Would I buy this cigar again? No.

Score: 77
number77

03
The 03 is a fat robusto, a 5×60 and the wrapper is a lighter color than the 01 and the 02. The binder must not be very pretty either because I can see pimples under the wrapper, if this cigar was a teenager it would surely grab an acne lotion. The ring is boring like the 01 and the 02, just a shiny, bright green with golden 03, no fancy stripes like on the 01 and 02, just plain and boring. The construction feels good, the cigar is evenly packed although at the head of the cigar I feel a piece that doesn’t feel round but flat instead. The aroma is quite strong and reminds me of hay and a barn before the hay of the night before is cleaned out.


I punched the cigar. The cold draw is a bit loose, but then again, it is a medium filler. I taste almost nothing, only a little harsh tobacco. After lighting I taste a little nutmeg and cinnamon, the flavors feel warm. The flavor isn’t bad nor great, and there is no evolution. Halfway the nutmeg and cinnamon becomes a bit musty. Near the end the cigar gets a little harsh.


The draw is good. The smoke is also very good, plenty and thick. The ash is light gray but not too firm. The burn is pretty straight. This is a medium bodied cigar medium flavored with poor evolution. The smoke time is an hour and fifteen minutes.


Would I buy this cigar again? No.

Score: 77
number77

04

The 04 is the first one with a regular size, 5×50 robusto and the wrapper looks the same as the 01 and the 02 but a little rougher because of a vein. The ring is burgundy red with golden letters and just like the 03 without the stripes on the side. This is the first of the series where I can’t comment on the construction, it feels good and looks good. The aroma is mild and smells like straw and hay, clean straw and hay.


After my experiences with the first 3 I am reluctant to smoke number 4, but you should finish what you start so I cut the cigar. The cold draw is fine, a little spicy. I taste a mild coffee with some acidity after lighting the cigar. Halfway the cigar is all citrus with spices. The cigar slowly gets a little harsh.


The draw is great. The smoke is a bit thin. The light gray ash is layered and firm for a medium filler. The burn is straight. The evolution is almost non existent again. This is a medium  bodied medium flavored cigar. The smoke time is an hour.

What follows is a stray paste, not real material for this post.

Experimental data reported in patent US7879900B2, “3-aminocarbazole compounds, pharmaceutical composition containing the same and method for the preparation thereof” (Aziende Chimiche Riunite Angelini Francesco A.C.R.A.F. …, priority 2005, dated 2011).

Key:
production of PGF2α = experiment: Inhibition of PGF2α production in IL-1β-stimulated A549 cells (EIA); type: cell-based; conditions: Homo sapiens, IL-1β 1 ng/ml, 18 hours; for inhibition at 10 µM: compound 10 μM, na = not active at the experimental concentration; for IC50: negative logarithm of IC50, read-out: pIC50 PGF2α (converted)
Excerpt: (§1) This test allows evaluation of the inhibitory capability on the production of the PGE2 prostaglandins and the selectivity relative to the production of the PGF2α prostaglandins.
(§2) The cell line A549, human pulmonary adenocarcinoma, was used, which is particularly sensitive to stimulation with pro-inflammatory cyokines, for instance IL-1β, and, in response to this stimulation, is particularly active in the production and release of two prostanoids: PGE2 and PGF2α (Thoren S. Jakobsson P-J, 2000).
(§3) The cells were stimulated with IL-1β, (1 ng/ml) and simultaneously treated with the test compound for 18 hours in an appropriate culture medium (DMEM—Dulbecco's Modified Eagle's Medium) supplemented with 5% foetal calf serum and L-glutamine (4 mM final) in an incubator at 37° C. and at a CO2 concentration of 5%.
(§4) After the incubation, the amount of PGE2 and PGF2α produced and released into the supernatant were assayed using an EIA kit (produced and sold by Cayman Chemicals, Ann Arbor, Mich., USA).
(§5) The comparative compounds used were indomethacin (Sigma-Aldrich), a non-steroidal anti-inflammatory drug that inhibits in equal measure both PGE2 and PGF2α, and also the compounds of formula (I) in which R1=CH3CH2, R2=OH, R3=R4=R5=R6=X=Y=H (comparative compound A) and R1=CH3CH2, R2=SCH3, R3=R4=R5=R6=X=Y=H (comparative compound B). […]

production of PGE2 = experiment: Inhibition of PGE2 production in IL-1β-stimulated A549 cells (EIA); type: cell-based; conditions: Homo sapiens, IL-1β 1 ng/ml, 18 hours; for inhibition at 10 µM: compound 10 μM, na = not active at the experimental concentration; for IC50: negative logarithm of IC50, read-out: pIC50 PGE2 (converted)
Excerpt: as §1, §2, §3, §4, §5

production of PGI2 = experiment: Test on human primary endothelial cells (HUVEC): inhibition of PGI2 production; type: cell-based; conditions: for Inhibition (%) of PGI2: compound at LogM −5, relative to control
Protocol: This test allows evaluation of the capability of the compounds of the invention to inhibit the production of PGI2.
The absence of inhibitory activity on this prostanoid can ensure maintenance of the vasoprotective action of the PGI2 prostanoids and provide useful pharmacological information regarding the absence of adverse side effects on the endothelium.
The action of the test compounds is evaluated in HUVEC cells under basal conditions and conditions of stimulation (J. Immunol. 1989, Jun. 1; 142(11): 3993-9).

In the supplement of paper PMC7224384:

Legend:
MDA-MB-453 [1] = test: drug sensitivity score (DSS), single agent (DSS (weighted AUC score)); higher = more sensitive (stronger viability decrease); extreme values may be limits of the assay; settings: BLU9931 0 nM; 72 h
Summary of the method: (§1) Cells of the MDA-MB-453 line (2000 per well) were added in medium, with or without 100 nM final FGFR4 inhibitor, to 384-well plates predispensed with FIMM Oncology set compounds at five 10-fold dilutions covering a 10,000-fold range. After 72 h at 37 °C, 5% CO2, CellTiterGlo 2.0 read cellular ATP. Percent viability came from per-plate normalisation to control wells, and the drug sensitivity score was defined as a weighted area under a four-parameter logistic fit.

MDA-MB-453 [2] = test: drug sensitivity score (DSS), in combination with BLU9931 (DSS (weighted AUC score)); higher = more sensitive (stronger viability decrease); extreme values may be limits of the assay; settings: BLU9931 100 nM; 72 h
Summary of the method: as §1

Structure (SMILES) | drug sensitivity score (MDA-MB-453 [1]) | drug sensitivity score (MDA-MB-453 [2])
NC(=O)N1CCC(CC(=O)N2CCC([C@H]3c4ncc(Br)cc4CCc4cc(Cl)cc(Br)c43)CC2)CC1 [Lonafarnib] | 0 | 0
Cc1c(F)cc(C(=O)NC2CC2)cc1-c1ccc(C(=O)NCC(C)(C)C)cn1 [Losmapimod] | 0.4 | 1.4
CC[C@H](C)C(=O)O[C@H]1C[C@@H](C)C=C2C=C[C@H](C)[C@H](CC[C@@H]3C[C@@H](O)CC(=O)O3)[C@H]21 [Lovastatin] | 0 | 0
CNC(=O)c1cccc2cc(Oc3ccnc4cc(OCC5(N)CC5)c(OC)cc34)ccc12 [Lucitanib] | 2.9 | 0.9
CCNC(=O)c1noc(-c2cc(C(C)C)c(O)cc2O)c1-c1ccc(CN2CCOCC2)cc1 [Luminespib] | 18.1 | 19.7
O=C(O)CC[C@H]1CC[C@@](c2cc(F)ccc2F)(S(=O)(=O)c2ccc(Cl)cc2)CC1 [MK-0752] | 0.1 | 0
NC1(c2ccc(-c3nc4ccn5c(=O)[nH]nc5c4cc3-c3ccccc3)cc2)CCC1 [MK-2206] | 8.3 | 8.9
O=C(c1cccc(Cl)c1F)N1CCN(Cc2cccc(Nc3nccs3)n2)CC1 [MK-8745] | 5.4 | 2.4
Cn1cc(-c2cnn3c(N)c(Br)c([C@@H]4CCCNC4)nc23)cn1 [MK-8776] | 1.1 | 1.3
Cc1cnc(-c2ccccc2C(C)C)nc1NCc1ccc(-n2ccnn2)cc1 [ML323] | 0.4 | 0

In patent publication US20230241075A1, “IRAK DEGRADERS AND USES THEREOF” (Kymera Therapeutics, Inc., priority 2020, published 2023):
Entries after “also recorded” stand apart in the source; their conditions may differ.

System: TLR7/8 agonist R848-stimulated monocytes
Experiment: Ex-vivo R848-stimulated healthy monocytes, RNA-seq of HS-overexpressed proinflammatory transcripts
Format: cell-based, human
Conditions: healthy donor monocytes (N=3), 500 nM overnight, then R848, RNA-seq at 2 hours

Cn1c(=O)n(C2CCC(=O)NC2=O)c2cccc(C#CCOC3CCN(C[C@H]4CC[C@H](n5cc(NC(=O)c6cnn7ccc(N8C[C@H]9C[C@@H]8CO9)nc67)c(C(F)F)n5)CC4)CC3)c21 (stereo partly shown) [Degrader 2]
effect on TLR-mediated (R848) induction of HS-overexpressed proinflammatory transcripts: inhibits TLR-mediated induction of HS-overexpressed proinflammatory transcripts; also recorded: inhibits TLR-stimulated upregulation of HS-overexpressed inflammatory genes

Would I buy this cigar again? No.

Score: 77
number77

05

The 6×60 gordo has the roughest wrapper of them all, a shade darker than the 01, 02 and 04 but still dull, dry and with a sandpaper touch and a little roughness on the appearance. The cigar feels well packed and looks fine. As for the ring, I think the designer went on a bender during the weekend and designed this on monday morning while still intoxicated. Come on, I can handle the diamond shaped squares with the golden outlines but the color combination? What is this, a carnival cigar? Alternating purple and orange with gold? What was the designer thinking? And then using the same purple to write 05 in an orange square? People are fired for less. The aroma is medium strong and reminds me of hay that has been used in a barn, but I also smell a little mint.


After the first 4 cigars I’m dreading this one, bad scores and flavors overall, and the final cigar is a size I hate so that combination makes me not want to light the cigar. I punched the cigar and the cold draw is great but tasteless. After lighting I taste a musty earthy flavor. Halfway I taste a little pepper.


The draw is a bit loose with a decent amount of medium thick smoke. The ash is light gray and coarse. The burn is decent. The evolution is non existent. This is a mild to medium bodied and mild to medium flavored cigar. The smoke time is an hour and twenty minutes.


Would I buy this cigar again? No.

Score: 76
number76

Categories: 00 Series, 72, 76, 77, Nicaraguan cigars | Tags: , , , , , , , | Leave a comment

Cigar of the month May

Over the last month I reviewed 14 cigars and the cigar of the month may is:

Balmoral Anejo XO FT Lancero with a 95 score.

This month I smoked a unicorn that scored high, something I never expected to smoke, I smoked the best lancero I had in a long long time, and the best cigar I’ve smoked this year and the three worst cigars I rated for my blog since my new rating system came in place. So the reviews were all over the board.

1) Balmoral Anejo XO FT Lancero (Dominican Republic) 95 points
2) Undercrown Manifesto (Nicaragua) 94 points
3) Alec Bradley Tempus Nicaragua Robusto (Honduras) 93 points
4) JSK CRNA NOK Toro (Nicaragua) 93 points
5) Perdomo Lot 23 Maduro Robusto Nicaragua) 92 points
6) Santiago Connecticut Robusto (Nicaragua) 89 points
7) Macanudo Inspirado Mareva (Honduras) 88 points
8) 708 Juniors Barber Pole (Dominican Republic) 85 points
9) Antonius Red Label Robusto (Dominican Republic) 85 points
10) Romeo Y Julieta Gran Reserva Wide Churchill (Cuba) 84 points
11) 708 Shaggy Barber Pole (Dominican Republic) 82 points
12) Macarena Maduro Toro (Mexico) 75 points
13) Macarena Naturel Toro (Mexico) 73 points
14) Gasparilla Pirate Fest Churchill (USA) 73 points

 

Balmoral is a Dutch company, so as a fellow Dutchy i’m happy that we still master the art of making great cigars.

Categories: Cigar of the month | Tags: , , , , , , , , , , , , , , , , , , | Leave a comment

Alec Bradley Tempus Nicaragua Terra Nova

Mid september 2015 George Sosa from Alec Bradley came to The Netherlands for the Dutch Big Smoke, which is not related to the American Big Smokes hosted by Cigar Aficionado due to our laws, but at the Dutch Big Smoke 10 cigars were introduced to the Dutch market. We as the Alec Bradley distributer decided to go for the Alec Bradley Tempus Nicaragua Terra Nova, a 5×50 Nicaraguan puro produced in Honduras. I picked George up from the airport and his first question was if I ever smoked the Tempus Nicaragua. My answer was no, he pulled one out of his bag and we lit up. Straight away I loved the cigar, without thinking twice I told George it was the best Alec Bradley I had ever smoked, it was a great fit for my palate.